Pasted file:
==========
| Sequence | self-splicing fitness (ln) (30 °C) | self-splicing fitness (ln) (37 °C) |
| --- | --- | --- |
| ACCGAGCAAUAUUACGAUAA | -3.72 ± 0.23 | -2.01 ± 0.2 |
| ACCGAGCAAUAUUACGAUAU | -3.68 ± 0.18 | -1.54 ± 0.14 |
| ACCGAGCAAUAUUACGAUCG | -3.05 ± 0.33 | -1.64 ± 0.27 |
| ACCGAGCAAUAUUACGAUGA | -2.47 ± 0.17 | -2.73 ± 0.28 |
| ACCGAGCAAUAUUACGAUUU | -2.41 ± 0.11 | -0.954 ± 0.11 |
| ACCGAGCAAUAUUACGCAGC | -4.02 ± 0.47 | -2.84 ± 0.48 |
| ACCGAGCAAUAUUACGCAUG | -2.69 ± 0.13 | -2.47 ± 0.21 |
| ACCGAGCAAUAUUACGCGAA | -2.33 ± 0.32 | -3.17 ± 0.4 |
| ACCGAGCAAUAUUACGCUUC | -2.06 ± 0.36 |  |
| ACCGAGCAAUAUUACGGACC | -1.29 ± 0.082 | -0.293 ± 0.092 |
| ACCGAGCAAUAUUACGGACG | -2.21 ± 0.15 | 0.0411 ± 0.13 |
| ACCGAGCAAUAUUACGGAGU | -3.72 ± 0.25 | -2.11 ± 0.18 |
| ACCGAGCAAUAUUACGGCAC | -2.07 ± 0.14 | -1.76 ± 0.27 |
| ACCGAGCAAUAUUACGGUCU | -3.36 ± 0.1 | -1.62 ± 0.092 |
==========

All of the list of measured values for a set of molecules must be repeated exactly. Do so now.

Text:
| Sequence | self-splicing fitness (ln) (30 °C) | self-splicing fitness (ln) (37 °C) |
| --- | --- | --- |
| ACCGAGCAAUAUUACGAUAA | -3.72 ± 0.23 | -2.01 ± 0.2 |
| ACCGAGCAAUAUUACGAUAU | -3.68 ± 0.18 | -1.54 ± 0.14 |
| ACCGAGCAAUAUUACGAUCG | -3.05 ± 0.33 | -1.64 ± 0.27 |
| ACCGAGCAAUAUUACGAUGA | -2.47 ± 0.17 | -2.73 ± 0.28 |
| ACCGAGCAAUAUUACGAUUU | -2.41 ± 0.11 | -0.954 ± 0.11 |
| ACCGAGCAAUAUUACGCAGC | -4.02 ± 0.47 | -2.84 ± 0.48 |
| ACCGAGCAAUAUUACGCAUG | -2.69 ± 0.13 | -2.47 ± 0.21 |
| ACCGAGCAAUAUUACGCGAA | -2.33 ± 0.32 | -3.17 ± 0.4 |
| ACCGAGCAAUAUUACGCUUC | -2.06 ± 0.36 |  |
| ACCGAGCAAUAUUACGGACC | -1.29 ± 0.082 | -0.293 ± 0.092 |
| ACCGAGCAAUAUUACGGACG | -2.21 ± 0.15 | 0.0411 ± 0.13 |
| ACCGAGCAAUAUUACGGAGU | -3.72 ± 0.25 | -2.11 ± 0.18 |
| ACCGAGCAAUAUUACGGCAC | -2.07 ± 0.14 | -1.76 ± 0.27 |
| ACCGAGCAAUAUUACGGUCU | -3.36 ± 0.1 | -1.62 ± 0.092 |